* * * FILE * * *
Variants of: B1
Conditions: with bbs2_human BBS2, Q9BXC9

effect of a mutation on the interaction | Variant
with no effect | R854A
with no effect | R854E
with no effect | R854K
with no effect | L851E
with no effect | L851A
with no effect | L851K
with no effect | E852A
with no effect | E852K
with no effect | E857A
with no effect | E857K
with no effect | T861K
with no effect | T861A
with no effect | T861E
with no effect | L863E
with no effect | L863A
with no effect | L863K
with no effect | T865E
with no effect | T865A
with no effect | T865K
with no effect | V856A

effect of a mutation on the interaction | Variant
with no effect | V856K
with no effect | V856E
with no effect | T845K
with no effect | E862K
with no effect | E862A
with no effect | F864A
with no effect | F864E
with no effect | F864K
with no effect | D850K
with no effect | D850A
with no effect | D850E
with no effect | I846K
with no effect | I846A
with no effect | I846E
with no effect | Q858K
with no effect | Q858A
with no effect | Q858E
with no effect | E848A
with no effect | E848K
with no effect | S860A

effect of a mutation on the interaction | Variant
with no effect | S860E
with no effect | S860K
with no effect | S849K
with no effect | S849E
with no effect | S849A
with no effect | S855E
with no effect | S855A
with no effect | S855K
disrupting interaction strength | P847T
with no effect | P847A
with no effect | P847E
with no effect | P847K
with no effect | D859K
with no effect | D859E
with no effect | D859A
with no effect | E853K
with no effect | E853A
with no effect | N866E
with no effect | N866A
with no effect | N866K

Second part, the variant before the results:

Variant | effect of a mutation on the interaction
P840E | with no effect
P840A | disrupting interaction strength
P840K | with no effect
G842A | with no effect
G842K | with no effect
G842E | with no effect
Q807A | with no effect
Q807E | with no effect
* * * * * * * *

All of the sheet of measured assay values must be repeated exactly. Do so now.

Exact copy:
Variants of: B1
Conditions: with bbs2_human BBS2, Q9BXC9

effect of a mutation on the interaction | Variant
with no effect | R854A
with no effect | R854E
with no effect | R854K
with no effect | L851E
with no effect | L851A
with no effect | L851K
with no effect | E852A
with no effect | E852K
with no effect | E857A
with no effect | E857K
with no effect | T861K
with no effect | T861A
with no effect | T861E
with no effect | L863E
with no effect | L863A
with no effect | L863K
with no effect | T865E
with no effect | T865A
with no effect | T865K
with no effect | V856A

effect of a mutation on the interaction | Variant
with no effect | V856K
with no effect | V856E
with no effect | T845K
with no effect | E862K
with no effect | E862A
with no effect | F864A
with no effect | F864E
with no effect | F864K
with no effect | D850K
with no effect | D850A
with no effect | D850E
with no effect | I846K
with no effect | I846A
with no effect | I846E
with no effect | Q858K
with no effect | Q858A
with no effect | Q858E
with no effect | E848A
with no effect | E848K
with no effect | S860A

effect of a mutation on the interaction | Variant
with no effect | S860E
with no effect | S860K
with no effect | S849K
with no effect | S849E
with no effect | S849A
with no effect | S855E
with no effect | S855A
with no effect | S855K
disrupting interaction strength | P847T
with no effect | P847A
with no effect | P847E
with no effect | P847K
with no effect | D859K
with no effect | D859E
with no effect | D859A
with no effect | E853K
with no effect | E853A
with no effect | N866E
with no effect | N866A
with no effect | N866K

Second part, the variant before the results:

Variant | effect of a mutation on the interaction
P840E | with no effect
P840A | disrupting interaction strength
P840K | with no effect
G842A | with no effect
G842K | with no effect
G842E | with no effect
Q807A | with no effect
Q807E | with no effect